On July 14th, Director of Operations and Professional Development for EiE, Jill Olson, moderated an incredible panel for STEM leaders during the 2020 STEM Leadership Alliance Virtual Summit.
The panel, Growing the Future STEM Workforce Pipeline, included industry leaders Jess Anderson, the Director of Strategic Giving at Dell Technologies, Lina Klebanov, the Head of Corporate Social Responsibility at Tata Consultancy Services (TCS) and the Science Program Specialist for the Kent School District, Dr. Annette Venegas.
With STEM leadership participating from around the world, Jill and the panel discussed the growth of technologies such as automation and artificial intelligence, as well as the mindset necessary to succeed in the rapidly-evolving world of STEM. The collaborative conversation also proposed tangible solutions for preparing students to enter the STEM workforce.
Here are some key insights from our panelists during the conversation:
How do we define “workforce readiness” today and for the next generation? Workforce readiness includes being adaptable, flexible, and collaborative. Students need a core foundation of content and skills AND they need to know how to apply what they know. Many students believe digital technology is at the center of all they should know, but this pandemic and the changes in teaching and learning demonstrated that students may be “social media” savvy, but they were not digital savvy.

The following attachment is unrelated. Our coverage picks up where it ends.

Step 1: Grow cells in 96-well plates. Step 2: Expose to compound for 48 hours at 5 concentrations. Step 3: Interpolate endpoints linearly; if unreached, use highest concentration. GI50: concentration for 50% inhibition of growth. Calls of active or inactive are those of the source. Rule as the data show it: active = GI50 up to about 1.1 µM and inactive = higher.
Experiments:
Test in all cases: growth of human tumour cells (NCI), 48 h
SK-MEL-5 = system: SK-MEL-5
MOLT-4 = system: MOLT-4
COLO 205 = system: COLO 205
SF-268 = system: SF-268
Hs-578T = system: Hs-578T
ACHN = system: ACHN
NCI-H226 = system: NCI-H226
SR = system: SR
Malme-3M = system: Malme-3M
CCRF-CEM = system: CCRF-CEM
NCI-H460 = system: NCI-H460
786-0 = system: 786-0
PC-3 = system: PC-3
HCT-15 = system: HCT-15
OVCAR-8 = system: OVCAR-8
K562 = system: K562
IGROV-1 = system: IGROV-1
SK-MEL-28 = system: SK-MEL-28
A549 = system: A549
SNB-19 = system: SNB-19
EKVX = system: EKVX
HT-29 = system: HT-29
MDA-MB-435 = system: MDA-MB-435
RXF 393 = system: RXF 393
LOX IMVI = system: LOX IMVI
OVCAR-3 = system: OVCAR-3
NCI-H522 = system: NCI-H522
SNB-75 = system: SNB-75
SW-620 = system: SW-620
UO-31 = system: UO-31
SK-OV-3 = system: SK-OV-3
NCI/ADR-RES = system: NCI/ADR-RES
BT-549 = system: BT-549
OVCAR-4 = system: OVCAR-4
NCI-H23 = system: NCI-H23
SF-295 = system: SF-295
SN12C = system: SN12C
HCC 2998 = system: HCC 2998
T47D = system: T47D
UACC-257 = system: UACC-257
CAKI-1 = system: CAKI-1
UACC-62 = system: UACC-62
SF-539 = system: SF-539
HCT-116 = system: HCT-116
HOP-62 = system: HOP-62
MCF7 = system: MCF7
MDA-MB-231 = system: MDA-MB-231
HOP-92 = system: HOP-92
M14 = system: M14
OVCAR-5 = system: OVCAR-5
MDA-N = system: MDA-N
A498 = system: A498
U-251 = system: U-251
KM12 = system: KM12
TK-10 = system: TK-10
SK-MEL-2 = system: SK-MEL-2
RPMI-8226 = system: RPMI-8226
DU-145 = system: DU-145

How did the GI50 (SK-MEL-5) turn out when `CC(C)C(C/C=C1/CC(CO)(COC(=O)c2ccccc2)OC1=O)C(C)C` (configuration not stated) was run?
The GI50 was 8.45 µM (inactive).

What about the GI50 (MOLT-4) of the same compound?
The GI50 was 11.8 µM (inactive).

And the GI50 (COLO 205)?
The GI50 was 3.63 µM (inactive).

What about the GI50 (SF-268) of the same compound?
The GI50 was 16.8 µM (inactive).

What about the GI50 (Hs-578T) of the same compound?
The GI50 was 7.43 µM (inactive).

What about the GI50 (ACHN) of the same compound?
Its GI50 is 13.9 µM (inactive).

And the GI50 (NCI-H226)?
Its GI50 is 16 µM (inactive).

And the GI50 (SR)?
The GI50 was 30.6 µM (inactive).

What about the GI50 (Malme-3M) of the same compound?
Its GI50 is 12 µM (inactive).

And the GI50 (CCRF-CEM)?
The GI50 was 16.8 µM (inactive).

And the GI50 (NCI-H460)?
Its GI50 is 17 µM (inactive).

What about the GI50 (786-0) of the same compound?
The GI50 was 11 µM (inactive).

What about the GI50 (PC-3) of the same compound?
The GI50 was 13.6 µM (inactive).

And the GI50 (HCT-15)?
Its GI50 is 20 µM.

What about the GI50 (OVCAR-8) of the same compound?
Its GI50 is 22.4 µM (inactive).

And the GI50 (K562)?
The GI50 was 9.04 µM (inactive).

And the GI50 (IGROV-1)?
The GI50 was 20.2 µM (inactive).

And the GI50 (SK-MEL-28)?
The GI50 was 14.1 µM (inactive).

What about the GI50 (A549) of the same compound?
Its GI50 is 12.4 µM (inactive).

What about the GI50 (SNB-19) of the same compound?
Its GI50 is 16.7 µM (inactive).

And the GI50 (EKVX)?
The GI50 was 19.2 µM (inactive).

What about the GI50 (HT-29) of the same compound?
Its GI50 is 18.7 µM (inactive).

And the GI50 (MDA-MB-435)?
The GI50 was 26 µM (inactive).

“As teachers we have the opportunity to be the guide in our students’ education and unleash the creative potential of each and every student...In a world that is ever-changing, our job is not to prepare students for something; instead, our role is to help students prepare themselves for anything,” Dr. Annette Venegas
The discussion also highlighted the impact of EiE’s PreK-8 engineering curriculum, which was supported by Dell to be implemented in Venegas’s school district. Feedback from the educators made us proud:
“Teachers were provided exceptional training (lots of time for hands-on work and questioning) before implementation. Teachers also had a choice for the units to implement. It had to be standards-based for their grade level- but many choices were available. Several teachers emailed to say students loved being problem solvers and related to the students in the book… teacher responses to having additional support materials to meet the needs of their students (particularly the needs of our gifted students) has been positive. Many teachers have already requested a different unit for this school year. Some want to keep the unit they had in the 19-20 school year because they discovered ways to improve their teaching.”
As so eloquently described by our VP of STEM, Heather Gunsallus, “it’s going to take all of us—foundations, corporations, school leaders, community organizations, and families—working together to inspire all children to be confident STEM learners and to cultivate a future STEM workforce.”